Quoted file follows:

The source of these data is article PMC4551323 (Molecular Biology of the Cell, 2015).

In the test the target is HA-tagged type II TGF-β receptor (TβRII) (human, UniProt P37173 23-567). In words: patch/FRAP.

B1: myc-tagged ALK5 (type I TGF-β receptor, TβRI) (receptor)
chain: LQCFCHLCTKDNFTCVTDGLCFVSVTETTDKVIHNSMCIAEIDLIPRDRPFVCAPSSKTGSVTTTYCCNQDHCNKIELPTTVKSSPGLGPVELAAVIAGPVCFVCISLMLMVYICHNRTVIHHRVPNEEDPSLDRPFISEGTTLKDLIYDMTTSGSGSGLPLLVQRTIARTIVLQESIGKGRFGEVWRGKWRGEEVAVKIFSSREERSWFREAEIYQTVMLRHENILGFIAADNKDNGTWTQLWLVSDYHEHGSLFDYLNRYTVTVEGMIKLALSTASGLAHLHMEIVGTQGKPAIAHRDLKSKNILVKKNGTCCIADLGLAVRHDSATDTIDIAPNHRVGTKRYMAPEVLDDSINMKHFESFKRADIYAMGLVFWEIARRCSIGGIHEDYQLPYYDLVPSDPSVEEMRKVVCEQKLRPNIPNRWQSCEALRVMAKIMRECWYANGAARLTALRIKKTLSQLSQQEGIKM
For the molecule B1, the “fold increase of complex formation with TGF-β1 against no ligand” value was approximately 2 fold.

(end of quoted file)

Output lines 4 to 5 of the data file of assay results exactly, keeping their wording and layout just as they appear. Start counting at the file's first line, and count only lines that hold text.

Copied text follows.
chain: LQCFCHLCTKDNFTCVTDGLCFVSVTETTDKVIHNSMCIAEIDLIPRDRPFVCAPSSKTGSVTTTYCCNQDHCNKIELPTTVKSSPGLGPVELAAVIAGPVCFVCISLMLMVYICHNRTVIHHRVPNEEDPSLDRPFISEGTTLKDLIYDMTTSGSGSGLPLLVQRTIARTIVLQESIGKGRFGEVWRGKWRGEEVAVKIFSSREERSWFREAEIYQTVMLRHENILGFIAADNKDNGTWTQLWLVSDYHEHGSLFDYLNRYTVTVEGMIKLALSTASGLAHLHMEIVGTQGKPAIAHRDLKSKNILVKKNGTCCIADLGLAVRHDSATDTIDIAPNHRVGTKRYMAPEVLDDSINMKHFESFKRADIYAMGLVFWEIARRCSIGGIHEDYQLPYYDLVPSDPSVEEMRKVVCEQKLRPNIPNRWQSCEALRVMAKIMRECWYANGAARLTALRIKKTLSQLSQQEGIKM
For the molecule B1, the “fold increase of complex formation with TGF-β1 against no ligand” value was approximately 2 fold.